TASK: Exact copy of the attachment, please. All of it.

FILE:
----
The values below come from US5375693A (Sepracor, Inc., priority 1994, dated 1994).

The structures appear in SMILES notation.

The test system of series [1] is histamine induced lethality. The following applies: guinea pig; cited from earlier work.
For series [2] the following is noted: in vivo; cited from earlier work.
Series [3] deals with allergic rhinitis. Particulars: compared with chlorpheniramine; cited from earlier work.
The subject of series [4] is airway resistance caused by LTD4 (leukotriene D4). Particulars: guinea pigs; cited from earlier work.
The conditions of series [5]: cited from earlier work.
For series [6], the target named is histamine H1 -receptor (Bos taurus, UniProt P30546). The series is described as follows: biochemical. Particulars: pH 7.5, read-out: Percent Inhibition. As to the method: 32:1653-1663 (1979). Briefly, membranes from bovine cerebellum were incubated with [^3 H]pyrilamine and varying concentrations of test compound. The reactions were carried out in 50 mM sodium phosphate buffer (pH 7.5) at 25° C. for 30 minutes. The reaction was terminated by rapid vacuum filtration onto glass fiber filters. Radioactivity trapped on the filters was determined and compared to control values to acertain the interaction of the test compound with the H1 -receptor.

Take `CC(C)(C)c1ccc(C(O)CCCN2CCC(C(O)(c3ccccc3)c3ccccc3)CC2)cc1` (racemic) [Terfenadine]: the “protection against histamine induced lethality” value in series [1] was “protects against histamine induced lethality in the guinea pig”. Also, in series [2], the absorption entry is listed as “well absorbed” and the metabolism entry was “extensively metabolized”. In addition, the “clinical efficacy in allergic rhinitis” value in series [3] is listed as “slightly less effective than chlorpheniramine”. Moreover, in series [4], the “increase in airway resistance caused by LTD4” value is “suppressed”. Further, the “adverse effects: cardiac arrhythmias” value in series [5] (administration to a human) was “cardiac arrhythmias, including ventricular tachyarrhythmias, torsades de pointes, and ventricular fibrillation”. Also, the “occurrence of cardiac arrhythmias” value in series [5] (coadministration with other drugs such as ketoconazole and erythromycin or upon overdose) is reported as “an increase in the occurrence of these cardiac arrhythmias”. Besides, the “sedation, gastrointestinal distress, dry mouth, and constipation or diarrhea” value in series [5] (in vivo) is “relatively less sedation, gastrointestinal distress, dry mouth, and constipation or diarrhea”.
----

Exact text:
The values below come from US5375693A (Sepracor, Inc., priority 1994, dated 1994).

The structures appear in SMILES notation.

The test system of series [1] is histamine induced lethality. The following applies: guinea pig; cited from earlier work.
For series [2] the following is noted: in vivo; cited from earlier work.
Series [3] deals with allergic rhinitis. Particulars: compared with chlorpheniramine; cited from earlier work.
The subject of series [4] is airway resistance caused by LTD4 (leukotriene D4). Particulars: guinea pigs; cited from earlier work.
The conditions of series [5]: cited from earlier work.
For series [6], the target named is histamine H1 -receptor (Bos taurus, UniProt P30546). The series is described as follows: biochemical. Particulars: pH 7.5, read-out: Percent Inhibition. As to the method: 32:1653-1663 (1979). Briefly, membranes from bovine cerebellum were incubated with [^3 H]pyrilamine and varying concentrations of test compound. The reactions were carried out in 50 mM sodium phosphate buffer (pH 7.5) at 25° C. for 30 minutes. The reaction was terminated by rapid vacuum filtration onto glass fiber filters. Radioactivity trapped on the filters was determined and compared to control values to acertain the interaction of the test compound with the H1 -receptor.

Take `CC(C)(C)c1ccc(C(O)CCCN2CCC(C(O)(c3ccccc3)c3ccccc3)CC2)cc1` (racemic) [Terfenadine]: the “protection against histamine induced lethality” value in series [1] was “protects against histamine induced lethality in the guinea pig”. Also, in series [2], the absorption entry is listed as “well absorbed” and the metabolism entry was “extensively metabolized”. In addition, the “clinical efficacy in allergic rhinitis” value in series [3] is listed as “slightly less effective than chlorpheniramine”. Moreover, in series [4], the “increase in airway resistance caused by LTD4” value is “suppressed”. Further, the “adverse effects: cardiac arrhythmias” value in series [5] (administration to a human) was “cardiac arrhythmias, including ventricular tachyarrhythmias, torsades de pointes, and ventricular fibrillation”. Also, the “occurrence of cardiac arrhythmias” value in series [5] (coadministration with other drugs such as ketoconazole and erythromycin or upon overdose) is reported as “an increase in the occurrence of these cardiac arrhythmias”. Besides, the “sedation, gastrointestinal distress, dry mouth, and constipation or diarrhea” value in series [5] (in vivo) is “relatively less sedation, gastrointestinal distress, dry mouth, and constipation or diarrhea”.